Accurate Flow Measurement

Accurate flow measurement is one of the most important things that an operator can obtain. Without the correct flow, it is impossible to provide accurate data for the Discharge Monitoring Reports or process control sampling and analysis.

The most commonly used technique of measuring the rate of flow in open channels is by inserting a hydraulic structure into the channel that changes the level of liquid in or near the structure. The flow rate through or over the restriction will be related to the liquid level, and the flow rate can be derived by measurement of the liquid level. These hydraulic structures are known as primary measuring devices and can be divided into two broad categories: weirs and flumes.

Weirs are the simplest and least expensive type of primary measuring device. Weirs should only be used at effluent or clear water locations due to the tendency of solids to accumulate upstream of the weir. The most common weirs are the contracted rectangular weirs (with end contractions), suppressed rectangular weirs (without end contractions), triangular (or V-notch) weirs and trapezoidal (or Cipolleti) weirs. The V-notch weir is an accurate flow measuring device particularly suited for small regular flows.


Flumes are used to measure flow in open channels where the use of weirs are not feasible. Although weirs are generally more accurate than flumes, flumes can measure flow over a wider range than weirs, and they operate with a much smaller loss of head and advantage for many existing open channel applications where the available head is limited.

They are better suited to handling flows containing solids because high velocity though the flume tends to increase solids because the high velocity through the flume tends to make it self-cleaning. The major disadvantage is that a flume installation is typically more expensive than a weir. The Parshall flume is the primary flume used in wastewater plant installations.


Secondary measuring devices (or open channel flow meter) are used in conjunction with primary measuring devices to measure the rate of flow in an open channel. This device basically has two functions: to measure the liquid level in the primary measuring device and to convert this liquid level into an appropriate flow rate according to the known liquid level flow rate relationship of the primary device. This flow rate may then be integrated to obtain a totalized volume, transmitted to a recording device and/or used to pace an automatic sampler.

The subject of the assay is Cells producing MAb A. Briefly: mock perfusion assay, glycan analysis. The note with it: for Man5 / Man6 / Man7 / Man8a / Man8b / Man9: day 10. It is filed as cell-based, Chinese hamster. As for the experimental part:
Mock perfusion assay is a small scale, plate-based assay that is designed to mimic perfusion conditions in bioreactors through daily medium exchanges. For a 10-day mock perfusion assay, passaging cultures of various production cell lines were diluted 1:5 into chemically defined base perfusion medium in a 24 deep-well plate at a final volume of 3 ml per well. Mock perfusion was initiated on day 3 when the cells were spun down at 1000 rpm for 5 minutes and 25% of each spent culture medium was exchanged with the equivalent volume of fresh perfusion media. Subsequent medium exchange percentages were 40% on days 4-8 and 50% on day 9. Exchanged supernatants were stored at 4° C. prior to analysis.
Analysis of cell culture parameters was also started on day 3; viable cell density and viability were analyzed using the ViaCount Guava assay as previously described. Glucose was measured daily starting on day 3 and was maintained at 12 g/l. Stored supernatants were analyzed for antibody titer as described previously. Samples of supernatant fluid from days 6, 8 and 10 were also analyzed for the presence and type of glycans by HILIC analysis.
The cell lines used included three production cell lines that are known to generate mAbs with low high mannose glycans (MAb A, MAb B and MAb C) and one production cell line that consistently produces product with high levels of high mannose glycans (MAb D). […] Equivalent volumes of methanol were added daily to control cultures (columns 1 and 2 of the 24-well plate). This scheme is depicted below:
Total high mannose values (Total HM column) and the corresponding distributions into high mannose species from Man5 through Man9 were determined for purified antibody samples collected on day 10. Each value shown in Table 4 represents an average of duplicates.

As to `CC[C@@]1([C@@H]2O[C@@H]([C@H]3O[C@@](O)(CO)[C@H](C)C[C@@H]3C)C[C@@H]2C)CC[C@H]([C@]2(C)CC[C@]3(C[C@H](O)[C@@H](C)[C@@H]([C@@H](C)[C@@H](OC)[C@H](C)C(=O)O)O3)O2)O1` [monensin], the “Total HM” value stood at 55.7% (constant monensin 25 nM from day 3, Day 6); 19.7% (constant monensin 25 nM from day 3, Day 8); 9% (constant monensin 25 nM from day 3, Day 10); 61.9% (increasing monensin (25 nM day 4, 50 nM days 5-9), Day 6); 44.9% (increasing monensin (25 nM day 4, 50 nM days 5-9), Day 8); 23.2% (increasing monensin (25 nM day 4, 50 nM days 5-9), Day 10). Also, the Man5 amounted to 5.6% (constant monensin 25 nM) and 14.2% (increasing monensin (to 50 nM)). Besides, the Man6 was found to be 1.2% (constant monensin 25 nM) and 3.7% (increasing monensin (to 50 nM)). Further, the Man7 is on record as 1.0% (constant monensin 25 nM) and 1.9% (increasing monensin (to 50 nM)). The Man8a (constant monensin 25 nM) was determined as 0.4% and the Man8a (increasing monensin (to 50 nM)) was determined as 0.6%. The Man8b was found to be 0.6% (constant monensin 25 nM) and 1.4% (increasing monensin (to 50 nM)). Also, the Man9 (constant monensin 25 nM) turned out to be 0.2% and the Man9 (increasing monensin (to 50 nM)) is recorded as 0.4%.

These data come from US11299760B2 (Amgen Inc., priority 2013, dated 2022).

The following are some of the most used secondary methods of secondary flow measurement.

Floats are used in conjunction with either a cable and pulley or a pivoting arm to convert the liquid level measured by the float to an angular position of a shaft. An indicator pointer attached to the shaft indicates the liquid level and/or flow rate shown on a permanently mounted scale. One problem often encountered is the buildup of trash and scum on floats, which weighs them down and results in low-flow measurements.

Ultrasonic meters measure the time required for an acoustic pulse to travel from a transmitter to the liquid surface where it is reflected and returned to a receiver.

A bubbler tube is anchored in the flow stream to a fixed depth, and pressurized air bubbles are pumped through the tube at a constant rate. The pressure necessary to maintain a constant bubble rate is measured, and this pressure is directly proportional to the liquid level.

A sealed pressure transducer is submerged directly in the flow stream, and the pressure measured by the transducer is proportional to the liquid level.

Flow measurements must be accurate to + or – 10 percent and calibration of flow meters is necessary to ensure accurate data.

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